Its life was a black confine. From the moment it vomited forth from the Tierra earth mother, it did not know freedom. It dwelled in a seed pod, germinated in the UnderGround and placed in a receptacle of clay. It was but one of an ancient tribe, some would know as the Chullachaqui.
When it would emerge from its shell, it would be noticeable by its mottled grey skin, tapered ears, offset and backwards pointing feet. Yet it would not even attempt to walk for its life was an EarthBorne capsule. And now the young being must suffer even further indignity as its womb was wrapped in a tassled, kaleidoscopic carapace and made to rattle amongst confectionary sweets. And there it waited and gestated amongst the warm clay and the sweet treats.
“Swing harder, mijo!” Ana cried happily.
Her young son staggered about blindly and took another mighty swing with his reed. A loud crack! The cartoon burro burst from high above and rained down sweets and candies amongst a throng of jubilant children. Ana laughed and clapped as eight year old Raul dashed into the fray, eagerly scooping at the treasure he had so proudly unleashed. Candies and caramels and chocolates and one lumpy green ball of taffy that looked particularly delicious.
The birthday celebration was a grand day, filled with laughter and love. It was precisely what the mother and son needed after the untimely loss of the man in their lives. And yet Ana managed to work hard, proud to provide for her boy and to provide fresh pastries and bread from her own Panaderia bakery.
After the festivity had ended, Raul asked his mother: “Mama, can I have some of my candy?”
“Just ONE! And don’t try to sneak a second piece, El Cucuy is watching!”
Raul didn’t believe in El Cucuy, he thought it was a silly fairy tale. He pondered why his mom would try to scare him with a boogeyman story. He pondered this as he ate his caramel candy. Of course, he DID sneak his second treat, that odd little green sugar ball. He scrunched up his face as it tasted a bit sour but he was pleased with his successful deceit as he swallowed it whole.
Ana had always been proud of how she had managed to scrape by. Now more so than ever although her savings was dwindling from the exorbitant medical bills. She sighed across the dinner table at her boy. She was a proud mama and it hurt her heart to see him limp to the table, small legs encased in wire and steel rods. It had began shortly after his eighth birthday; he had complained about his legs hurting. She chalked it up to growing pains but the day that Raul fell at school was the day she learned that her boy would have limited mobility for the rest of his days.
The doctors could not pinpoint what had triggered the weakening and distorting of his leg and hip bones. And now, as she started across her chicken mole at the boy, he started back with a most unusual look across his nine year old face.
“Mijo, are you…OK?” She asked. He hadn’t touched his favorite meal.
The boy nodded and asked if he could be excused. She quietly obliged and let the boy hobble to his feet and out of the room. He was a prideful child and the doctors advised her to only offer help when he truly seemed to need it. Against her strongest maternal instincts, she obliged this request as well. Ana sighed once more.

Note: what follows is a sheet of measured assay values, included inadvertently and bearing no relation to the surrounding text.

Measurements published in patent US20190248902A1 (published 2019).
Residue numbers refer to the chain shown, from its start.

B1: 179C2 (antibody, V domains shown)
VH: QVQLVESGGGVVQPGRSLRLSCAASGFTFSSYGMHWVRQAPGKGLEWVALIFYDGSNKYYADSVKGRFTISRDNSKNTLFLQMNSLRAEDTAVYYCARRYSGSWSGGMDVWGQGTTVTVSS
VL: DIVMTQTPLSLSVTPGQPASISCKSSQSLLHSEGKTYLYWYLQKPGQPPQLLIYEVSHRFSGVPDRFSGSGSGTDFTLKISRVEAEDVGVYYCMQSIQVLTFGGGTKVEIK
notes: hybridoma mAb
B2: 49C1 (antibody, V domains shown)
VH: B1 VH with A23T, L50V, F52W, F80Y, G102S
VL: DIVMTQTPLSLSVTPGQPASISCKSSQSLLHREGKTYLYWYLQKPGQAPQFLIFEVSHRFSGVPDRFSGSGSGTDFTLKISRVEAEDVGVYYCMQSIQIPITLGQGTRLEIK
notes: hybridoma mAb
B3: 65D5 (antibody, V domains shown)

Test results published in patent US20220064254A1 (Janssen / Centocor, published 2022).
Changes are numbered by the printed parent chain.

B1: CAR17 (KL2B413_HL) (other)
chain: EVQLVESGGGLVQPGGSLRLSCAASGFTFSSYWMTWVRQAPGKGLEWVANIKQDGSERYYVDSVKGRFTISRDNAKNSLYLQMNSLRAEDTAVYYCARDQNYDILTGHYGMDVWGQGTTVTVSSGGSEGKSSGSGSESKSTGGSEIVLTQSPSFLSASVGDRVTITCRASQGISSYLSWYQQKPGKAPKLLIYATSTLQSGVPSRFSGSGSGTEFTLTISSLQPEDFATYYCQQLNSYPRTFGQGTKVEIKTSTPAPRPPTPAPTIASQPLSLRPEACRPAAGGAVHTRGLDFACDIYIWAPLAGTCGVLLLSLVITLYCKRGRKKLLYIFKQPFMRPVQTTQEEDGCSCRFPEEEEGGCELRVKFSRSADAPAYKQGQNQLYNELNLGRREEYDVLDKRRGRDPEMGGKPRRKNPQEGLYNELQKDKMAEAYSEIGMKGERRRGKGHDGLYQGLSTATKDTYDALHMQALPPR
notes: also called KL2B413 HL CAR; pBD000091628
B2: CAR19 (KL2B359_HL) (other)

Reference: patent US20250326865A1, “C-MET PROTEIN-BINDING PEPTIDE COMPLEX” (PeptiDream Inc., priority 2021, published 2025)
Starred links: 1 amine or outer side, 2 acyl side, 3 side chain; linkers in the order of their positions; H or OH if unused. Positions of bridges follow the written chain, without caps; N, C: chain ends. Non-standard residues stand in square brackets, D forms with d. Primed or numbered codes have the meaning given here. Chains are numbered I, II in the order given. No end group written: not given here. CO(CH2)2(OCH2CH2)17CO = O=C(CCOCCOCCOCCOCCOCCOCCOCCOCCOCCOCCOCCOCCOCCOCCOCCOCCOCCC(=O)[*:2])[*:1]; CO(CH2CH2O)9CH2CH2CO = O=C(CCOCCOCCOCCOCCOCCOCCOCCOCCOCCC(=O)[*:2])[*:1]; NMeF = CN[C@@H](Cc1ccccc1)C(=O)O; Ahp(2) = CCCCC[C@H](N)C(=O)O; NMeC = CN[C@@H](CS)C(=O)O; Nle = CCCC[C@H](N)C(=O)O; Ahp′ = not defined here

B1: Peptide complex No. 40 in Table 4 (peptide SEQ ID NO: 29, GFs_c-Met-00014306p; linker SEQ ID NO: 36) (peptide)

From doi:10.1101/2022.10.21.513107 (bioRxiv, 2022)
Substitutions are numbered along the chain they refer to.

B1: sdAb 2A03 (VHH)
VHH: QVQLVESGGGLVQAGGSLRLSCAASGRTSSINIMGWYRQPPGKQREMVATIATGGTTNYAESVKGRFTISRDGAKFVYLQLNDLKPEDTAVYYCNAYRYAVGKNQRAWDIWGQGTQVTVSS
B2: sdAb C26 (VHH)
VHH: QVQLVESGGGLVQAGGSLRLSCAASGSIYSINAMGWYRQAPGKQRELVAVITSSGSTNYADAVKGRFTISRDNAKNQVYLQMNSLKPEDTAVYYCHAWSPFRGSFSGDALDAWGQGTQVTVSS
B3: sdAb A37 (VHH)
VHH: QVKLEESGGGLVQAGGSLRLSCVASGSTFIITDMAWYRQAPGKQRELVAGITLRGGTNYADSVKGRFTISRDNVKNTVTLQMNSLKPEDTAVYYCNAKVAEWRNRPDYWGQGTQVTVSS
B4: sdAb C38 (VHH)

The next day was a fruitful one. The bakery was bustling. She was a well loved figure in the community and the locals enjoyed her wares and enjoyed supporting her family. On this day, late October, she rolled out the dough for the batch of casket shaped pastries for the forthcoming Dia de los Muertos rush. Raul hobbled in through the door.
“Raul, honey, go play outside, OK?”
She didn’t want him to be knocked aside from the hustle and bustle of the shop. As if on cue, a patron bowled over a display with a resounding crash.
“Dios…” She sighed under her breath and hustled off to tend to it.
Nobody noticed what happened next. Nobody noticed Raul duck under the counter. Nobody noticed his tapered ears, the grey scabs forming on his face. Nobody noticed nor heard him expunge a torrent of brackish slime into his own hand. And nobody certainly noticed him remove a small seed pod from his mess, stand up and drop it on the exposed dough.
Ana, however, noticed what a good helper her son was. She returned from the spill to see the boy rolling the dough with a proud smile lighting up his young face.
“Ohh, my boy, thank you for helping! Why don’t you go play with your action figures and I’ll make you something special for lunch later,” she said.
“OK, mama,” he said.
She caressed her son lovingly. She frowned as her hand brushed a scaly patch on his face. Must be eczema, she noted and reminded herself to ask his doctor during their next visit. Raul toddled off, braces creaking. He turned and smiled at his mom. She smiled back.
Then she rolled up the dough, inserted it into a crust with some filling and tossed the whole concoction into the oven.
Its life was a black, warm confine. Yet in this hive of sweet fruit, dough and sugar it flourished. It did not know freedom but it yearned to live. The seed pod embedded in the pastry held the next lineage of the EarthBorne, those known as the Chullachaqui. And here it would wait and gestate, waiting to be borne unto the next who would come seeking something
Sweet and warm.